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Section 2
Yisrael and Yahudah at variance (931-926)

We begin this chapter with serious apprehensions, with the feeling that we are entering on a very disturbed period. We shall witness, in fact, four centuries of tragedy which conclude with the almost complete destruction of the People of YAHWEH, and the deportation to Babylon of the 'remnant' of Yahudah. But in the very depths of misfortune there is already the promise of the rebirth of Yisrael, of an Yisrael regenerated in the crucible of fearful trials.

In 931 Solomon had just died. This ostentatious king left behind him a disturbing situation: an empty treasury, a country ruined by taxes, religion in a state of decadence, and among the mass of the people a clearly-marked spirit of revolt with some tendency to separatism.

The future was gloomy but not desperate. Rehoboam, Solomon's son and successor, could well have guided the country on a course that would save it from disaster. It remained to be seen if he were capable of performing this providential role.

A critical moment for YAHWEH's Chosen People;
Rehoboam At The Cross Roads

The problem facing Rehoboam was a political one certainly, but still more it was a psychological one. The facts were these.

Ever since they had settled in the land of Canaan (in about 1200 B.C.) and until the accession of David (1010) the Twelve Tribes, traditionally descended from Abraham's grandson, Yacob, were divided into two distinct groups. In the north of Palestine, and spread out, roughly speaking, over the left bank of the Yarden (Jordan), was the first federation traditionally designated by the name of Yisrael. In addition, in the southern zone, was another group, also belonging to the Yahwist belief, which was known as Yahudah; it was made up of the tribe of the same name together with the remains of the tribe of Simeon and various small clans. (See Map on next page)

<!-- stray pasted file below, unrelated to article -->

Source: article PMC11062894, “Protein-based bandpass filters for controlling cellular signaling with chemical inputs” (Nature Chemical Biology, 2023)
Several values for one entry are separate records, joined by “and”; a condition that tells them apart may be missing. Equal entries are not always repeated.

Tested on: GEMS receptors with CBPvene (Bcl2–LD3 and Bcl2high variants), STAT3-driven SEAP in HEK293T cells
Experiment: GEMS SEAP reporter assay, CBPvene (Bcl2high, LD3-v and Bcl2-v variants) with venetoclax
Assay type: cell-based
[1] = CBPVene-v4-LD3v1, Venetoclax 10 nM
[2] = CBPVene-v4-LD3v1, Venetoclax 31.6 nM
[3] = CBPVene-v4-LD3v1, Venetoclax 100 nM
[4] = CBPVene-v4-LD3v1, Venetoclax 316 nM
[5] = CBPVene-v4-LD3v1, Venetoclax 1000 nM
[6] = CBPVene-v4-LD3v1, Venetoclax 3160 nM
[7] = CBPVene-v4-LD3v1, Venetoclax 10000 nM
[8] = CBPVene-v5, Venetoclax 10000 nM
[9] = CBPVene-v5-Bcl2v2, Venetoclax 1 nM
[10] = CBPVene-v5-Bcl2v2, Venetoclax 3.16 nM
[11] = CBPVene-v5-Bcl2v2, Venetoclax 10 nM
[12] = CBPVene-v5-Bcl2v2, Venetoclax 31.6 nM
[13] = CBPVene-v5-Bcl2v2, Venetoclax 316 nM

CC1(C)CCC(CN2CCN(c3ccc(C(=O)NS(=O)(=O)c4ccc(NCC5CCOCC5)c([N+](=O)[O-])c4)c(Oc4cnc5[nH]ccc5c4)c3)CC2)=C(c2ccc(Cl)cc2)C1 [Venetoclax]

At this juncture David appeared. He was of the tribe of Yahudah and a statesman of genius; he quickly saw that to ensure the survival of the Twelve Tribes in Canaan, it was urgently important to organize the political and military unification of all the sons of Yacob. The safety of the People of YAHWEH depended on it.

The new leader was well aware, we can be sure, of the antipathy shown on all occasions by Yisrael, the Yahwist group of the north, towards Yahudah, the Yahwist group of the south. When he had finally achieved the union of Yisrael and Yahudah in one kingdom he made every endeavour to rule with the greatest tact and the strictest justice in a situation made delicate by the uncertain temper of the northern tribes.

Logically, David's successors had only to continue this skilful policy and the people would soon forget their old divisions.

Once again YAHWEH's People are in forced labour, but to one of their own this time

Solomon succeeded David in 970. Contrary to expectation, the young king took an opposite course from that of his father. He very soon began a vast building program. To ensure that he had sufficient masons and labourers to work the various sites he decided to enroll the able-bodied men of the kingdom in forced labour gangs, such as had been used for thousands of years in Egypt and Mesopotamia. Thus the majority of the peasants were requisitioned to work, under the overseer's lash and rod, in terrible living conditions on the many buildings projected by Solomon.